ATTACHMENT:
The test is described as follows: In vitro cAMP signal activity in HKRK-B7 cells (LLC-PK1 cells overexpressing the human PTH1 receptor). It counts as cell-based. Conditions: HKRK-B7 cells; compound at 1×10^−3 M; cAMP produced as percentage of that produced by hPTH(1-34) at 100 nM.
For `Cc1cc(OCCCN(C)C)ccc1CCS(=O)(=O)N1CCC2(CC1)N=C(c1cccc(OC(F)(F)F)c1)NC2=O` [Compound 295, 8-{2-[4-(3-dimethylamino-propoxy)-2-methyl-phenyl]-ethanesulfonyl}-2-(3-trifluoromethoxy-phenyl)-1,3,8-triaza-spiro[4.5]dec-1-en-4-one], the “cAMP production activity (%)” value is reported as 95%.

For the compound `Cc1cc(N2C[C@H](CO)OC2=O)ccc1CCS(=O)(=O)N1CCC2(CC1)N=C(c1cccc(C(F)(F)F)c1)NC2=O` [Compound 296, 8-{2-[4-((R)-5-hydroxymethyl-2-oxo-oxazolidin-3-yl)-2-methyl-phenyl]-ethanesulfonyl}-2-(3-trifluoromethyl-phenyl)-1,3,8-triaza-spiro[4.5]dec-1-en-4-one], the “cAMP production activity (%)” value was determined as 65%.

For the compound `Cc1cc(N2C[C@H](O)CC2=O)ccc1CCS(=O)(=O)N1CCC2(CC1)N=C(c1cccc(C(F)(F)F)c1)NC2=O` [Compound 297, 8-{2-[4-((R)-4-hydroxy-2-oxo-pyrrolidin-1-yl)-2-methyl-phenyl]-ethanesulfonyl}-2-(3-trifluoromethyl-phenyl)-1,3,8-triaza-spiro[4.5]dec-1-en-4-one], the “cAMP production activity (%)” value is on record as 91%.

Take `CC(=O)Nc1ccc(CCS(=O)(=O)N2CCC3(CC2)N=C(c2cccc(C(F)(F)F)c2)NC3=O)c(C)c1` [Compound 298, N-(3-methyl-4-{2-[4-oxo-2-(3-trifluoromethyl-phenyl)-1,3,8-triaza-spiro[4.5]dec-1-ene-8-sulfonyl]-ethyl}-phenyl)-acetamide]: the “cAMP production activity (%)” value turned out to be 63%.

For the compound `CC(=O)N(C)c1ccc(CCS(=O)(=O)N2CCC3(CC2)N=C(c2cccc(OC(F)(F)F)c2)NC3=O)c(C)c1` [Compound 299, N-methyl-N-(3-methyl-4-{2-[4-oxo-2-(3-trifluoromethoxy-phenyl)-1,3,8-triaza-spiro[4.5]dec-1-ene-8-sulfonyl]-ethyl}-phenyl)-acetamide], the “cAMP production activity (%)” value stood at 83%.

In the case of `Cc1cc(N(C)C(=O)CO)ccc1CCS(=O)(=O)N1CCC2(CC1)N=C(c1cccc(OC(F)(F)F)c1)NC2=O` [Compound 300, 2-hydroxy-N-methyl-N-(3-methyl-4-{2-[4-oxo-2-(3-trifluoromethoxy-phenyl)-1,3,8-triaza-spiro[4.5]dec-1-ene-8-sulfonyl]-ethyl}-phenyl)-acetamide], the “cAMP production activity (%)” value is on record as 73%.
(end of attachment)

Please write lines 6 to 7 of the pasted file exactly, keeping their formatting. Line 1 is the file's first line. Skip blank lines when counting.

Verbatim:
For the compound `CC(=O)N(C)c1ccc(CCS(=O)(=O)N2CCC3(CC2)N=C(c2cccc(OC(F)(F)F)c2)NC3=O)c(C)c1` [Compound 299, N-methyl-N-(3-methyl-4-{2-[4-oxo-2-(3-trifluoromethoxy-phenyl)-1,3,8-triaza-spiro[4.5]dec-1-ene-8-sulfonyl]-ethyl}-phenyl)-acetamide], the “cAMP production activity (%)” value stood at 83%.

In the case of `Cc1cc(N(C)C(=O)CO)ccc1CCS(=O)(=O)N1CCC2(CC1)N=C(c1cccc(OC(F)(F)F)c1)NC2=O` [Compound 300, 2-hydroxy-N-methyl-N-(3-methyl-4-{2-[4-oxo-2-(3-trifluoromethoxy-phenyl)-1,3,8-triaza-spiro[4.5]dec-1-ene-8-sulfonyl]-ethyl}-phenyl)-acetamide], the “cAMP production activity (%)” value is on record as 73%.